Burning daylight: Balancing vitamin D requirements with sensible sun exposure

Kellie L. Stalgis-Bilinski, John Boyages, Elizabeth L. Salisbury, Colin R. Dunstan, Stuart I. Henderson, Peter L. Talbot

Research output: Contribution to journalArticlepeer-review

19 Citations (Scopus)


Objective: To examine the feasibility of balancing sunlight exposure to meet vitamin D requirements with sun protection guidelines. Design and setting: We used standard erythemal dose and Ultraviolet Index (UVI) data for 1 June 1996 to 30 December 2005 for seven Australian cities to estimate duration of sun exposure required for fair-skinned individuals to synthesise 1000 IU (25 μg) of vitamin D, with 11% and 17% body exposure, for each season and hour of the day. Periods were classified according to whether the UVI was <3 or 3 (when sun protection measures are recommended), and whether required duration of exposure was 30 min, 31-60min, or >60min. Main outcome measure: Duration of sunlight exposure required to achieve 1000 IU of vitamin D synthesis. Results: Duration of sunlight exposure required to synthesise 1000IU of vitamin D varied by time of day, season and city. Although peak UVI periods are typically promoted as between 10 am and 3 pm, UVI was often 3 before 10am or after 3pm. When the UVI was <3, there were few opportunities to synthesise 1000IU of vitamin D within 30 min, with either 11% or 17% body exposure. Conclusion: There is a delicate line between balancing the beneficial effects of sunlight exposure while avoiding its damaging effects. Physiological and geographical factors may reduce vitamin D synthesis, and supplementation may be necessary to achieve adequate vitamin D status for individuals at risk of deficiency.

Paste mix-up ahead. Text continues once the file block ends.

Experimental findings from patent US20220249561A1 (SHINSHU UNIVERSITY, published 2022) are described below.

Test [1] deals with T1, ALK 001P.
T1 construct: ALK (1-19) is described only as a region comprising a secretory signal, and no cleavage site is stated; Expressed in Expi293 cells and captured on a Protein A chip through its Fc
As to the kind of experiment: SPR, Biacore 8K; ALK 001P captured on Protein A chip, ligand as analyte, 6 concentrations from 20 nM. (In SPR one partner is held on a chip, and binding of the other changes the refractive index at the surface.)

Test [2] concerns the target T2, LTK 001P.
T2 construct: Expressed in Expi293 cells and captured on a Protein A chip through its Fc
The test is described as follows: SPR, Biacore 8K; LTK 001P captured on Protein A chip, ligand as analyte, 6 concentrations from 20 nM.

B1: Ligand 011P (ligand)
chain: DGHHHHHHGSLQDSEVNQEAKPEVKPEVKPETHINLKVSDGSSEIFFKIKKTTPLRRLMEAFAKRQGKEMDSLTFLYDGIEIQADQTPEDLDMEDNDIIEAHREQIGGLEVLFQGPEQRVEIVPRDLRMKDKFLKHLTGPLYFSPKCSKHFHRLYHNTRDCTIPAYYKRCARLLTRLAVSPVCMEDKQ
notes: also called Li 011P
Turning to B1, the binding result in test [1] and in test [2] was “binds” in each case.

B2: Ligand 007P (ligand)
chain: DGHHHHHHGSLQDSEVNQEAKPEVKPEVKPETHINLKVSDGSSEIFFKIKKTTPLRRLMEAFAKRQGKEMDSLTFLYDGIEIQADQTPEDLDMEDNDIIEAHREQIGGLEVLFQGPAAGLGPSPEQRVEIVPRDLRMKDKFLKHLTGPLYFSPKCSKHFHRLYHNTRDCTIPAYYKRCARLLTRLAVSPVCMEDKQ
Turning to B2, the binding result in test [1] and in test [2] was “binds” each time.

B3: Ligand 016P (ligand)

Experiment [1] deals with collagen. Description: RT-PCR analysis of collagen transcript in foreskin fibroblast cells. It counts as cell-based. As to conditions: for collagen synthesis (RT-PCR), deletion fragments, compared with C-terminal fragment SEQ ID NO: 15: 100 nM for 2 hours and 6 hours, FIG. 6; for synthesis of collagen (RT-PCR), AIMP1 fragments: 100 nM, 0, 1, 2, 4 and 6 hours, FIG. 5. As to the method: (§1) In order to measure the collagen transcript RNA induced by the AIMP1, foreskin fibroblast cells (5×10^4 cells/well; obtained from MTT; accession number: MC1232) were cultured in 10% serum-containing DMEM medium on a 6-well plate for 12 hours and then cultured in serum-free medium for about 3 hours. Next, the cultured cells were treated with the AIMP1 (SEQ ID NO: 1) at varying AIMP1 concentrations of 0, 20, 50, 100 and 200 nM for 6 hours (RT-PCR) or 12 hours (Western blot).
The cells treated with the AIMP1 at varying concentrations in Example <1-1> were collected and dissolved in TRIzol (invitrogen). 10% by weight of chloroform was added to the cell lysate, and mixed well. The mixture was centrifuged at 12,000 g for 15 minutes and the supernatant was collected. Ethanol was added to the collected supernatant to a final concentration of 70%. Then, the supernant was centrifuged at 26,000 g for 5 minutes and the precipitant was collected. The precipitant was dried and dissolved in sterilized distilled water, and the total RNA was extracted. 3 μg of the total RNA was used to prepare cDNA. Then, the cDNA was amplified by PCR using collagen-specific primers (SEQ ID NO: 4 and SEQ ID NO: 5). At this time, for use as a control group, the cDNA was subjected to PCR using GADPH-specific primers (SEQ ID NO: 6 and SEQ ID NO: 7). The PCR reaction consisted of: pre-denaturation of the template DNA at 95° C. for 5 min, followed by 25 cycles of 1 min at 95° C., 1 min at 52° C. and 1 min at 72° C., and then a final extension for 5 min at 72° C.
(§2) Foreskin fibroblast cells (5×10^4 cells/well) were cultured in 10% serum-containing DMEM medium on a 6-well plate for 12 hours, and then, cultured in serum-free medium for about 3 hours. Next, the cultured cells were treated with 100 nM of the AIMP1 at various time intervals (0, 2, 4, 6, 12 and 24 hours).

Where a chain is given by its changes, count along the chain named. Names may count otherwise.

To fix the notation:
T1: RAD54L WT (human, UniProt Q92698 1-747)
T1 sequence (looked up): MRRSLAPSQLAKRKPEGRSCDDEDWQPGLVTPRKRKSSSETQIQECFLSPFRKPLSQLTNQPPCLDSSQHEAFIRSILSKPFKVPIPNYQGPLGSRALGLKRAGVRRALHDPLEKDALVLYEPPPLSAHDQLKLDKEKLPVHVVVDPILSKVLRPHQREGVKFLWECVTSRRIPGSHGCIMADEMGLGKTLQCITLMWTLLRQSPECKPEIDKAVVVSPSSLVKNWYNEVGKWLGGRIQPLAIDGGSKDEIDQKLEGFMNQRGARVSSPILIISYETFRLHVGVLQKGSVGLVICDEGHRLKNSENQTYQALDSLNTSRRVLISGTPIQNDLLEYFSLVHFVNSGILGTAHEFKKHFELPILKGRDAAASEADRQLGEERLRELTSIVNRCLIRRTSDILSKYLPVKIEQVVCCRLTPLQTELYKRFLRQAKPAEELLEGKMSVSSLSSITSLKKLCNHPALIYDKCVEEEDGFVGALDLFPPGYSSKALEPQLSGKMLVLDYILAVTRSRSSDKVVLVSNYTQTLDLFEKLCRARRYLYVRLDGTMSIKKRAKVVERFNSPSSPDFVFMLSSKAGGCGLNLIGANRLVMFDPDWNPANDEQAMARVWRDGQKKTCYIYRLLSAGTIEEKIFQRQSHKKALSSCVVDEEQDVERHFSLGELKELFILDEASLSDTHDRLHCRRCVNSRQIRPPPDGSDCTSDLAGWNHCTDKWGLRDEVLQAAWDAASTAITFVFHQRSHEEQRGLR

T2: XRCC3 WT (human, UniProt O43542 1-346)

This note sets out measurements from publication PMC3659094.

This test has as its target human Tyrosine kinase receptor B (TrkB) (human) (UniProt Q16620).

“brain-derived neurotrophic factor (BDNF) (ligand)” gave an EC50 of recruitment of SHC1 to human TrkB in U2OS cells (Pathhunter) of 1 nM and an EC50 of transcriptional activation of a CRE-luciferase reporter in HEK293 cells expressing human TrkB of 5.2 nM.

Original languageEnglish
Pages (from-to)345-348
Number of pages4
JournalMedical Journal of Australia
Issue number7
Publication statusPublished - 4 Apr 2011
Externally publishedYes


Dive into the research topics of 'Burning daylight: Balancing vitamin D requirements with sensible sun exposure'. Together they form a unique fingerprint.

Cite this